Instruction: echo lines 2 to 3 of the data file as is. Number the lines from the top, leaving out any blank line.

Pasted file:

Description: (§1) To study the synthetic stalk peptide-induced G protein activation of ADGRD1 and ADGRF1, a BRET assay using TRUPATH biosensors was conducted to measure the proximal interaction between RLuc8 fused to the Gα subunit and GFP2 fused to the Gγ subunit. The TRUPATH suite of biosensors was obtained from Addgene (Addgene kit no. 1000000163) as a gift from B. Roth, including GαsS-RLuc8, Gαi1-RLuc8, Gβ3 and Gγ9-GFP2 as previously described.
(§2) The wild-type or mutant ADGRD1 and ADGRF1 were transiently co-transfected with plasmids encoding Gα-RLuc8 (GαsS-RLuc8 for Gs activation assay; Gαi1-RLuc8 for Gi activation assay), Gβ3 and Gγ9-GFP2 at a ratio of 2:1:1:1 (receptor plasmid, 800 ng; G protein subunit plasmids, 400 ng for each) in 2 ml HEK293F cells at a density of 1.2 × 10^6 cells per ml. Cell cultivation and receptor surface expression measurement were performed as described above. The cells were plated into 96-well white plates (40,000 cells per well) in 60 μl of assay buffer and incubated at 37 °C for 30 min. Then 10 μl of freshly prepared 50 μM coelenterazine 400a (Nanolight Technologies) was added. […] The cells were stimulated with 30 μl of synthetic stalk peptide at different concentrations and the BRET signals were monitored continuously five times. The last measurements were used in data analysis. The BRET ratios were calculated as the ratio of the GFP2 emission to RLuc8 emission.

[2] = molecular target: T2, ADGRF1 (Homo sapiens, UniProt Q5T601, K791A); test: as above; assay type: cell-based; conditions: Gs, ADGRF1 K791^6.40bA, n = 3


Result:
(§2) The wild-type or mutant ADGRD1 and ADGRF1 were transiently co-transfected with plasmids encoding Gα-RLuc8 (GαsS-RLuc8 for Gs activation assay; Gαi1-RLuc8 for Gi activation assay), Gβ3 and Gγ9-GFP2 at a ratio of 2:1:1:1 (receptor plasmid, 800 ng; G protein subunit plasmids, 400 ng for each) in 2 ml HEK293F cells at a density of 1.2 × 10^6 cells per ml. Cell cultivation and receptor surface expression measurement were performed as described above. The cells were plated into 96-well white plates (40,000 cells per well) in 60 μl of assay buffer and incubated at 37 °C for 30 min. Then 10 μl of freshly prepared 50 μM coelenterazine 400a (Nanolight Technologies) was added. […] The cells were stimulated with 30 μl of synthetic stalk peptide at different concentrations and the BRET signals were monitored continuously five times. The last measurements were used in data analysis. The BRET ratios were calculated as the ratio of the GFP2 emission to RLuc8 emission.

[2] = molecular target: T2, ADGRF1 (Homo sapiens, UniProt Q5T601, K791A); test: as above; assay type: cell-based; conditions: Gs, ADGRF1 K791^6.40bA, n = 3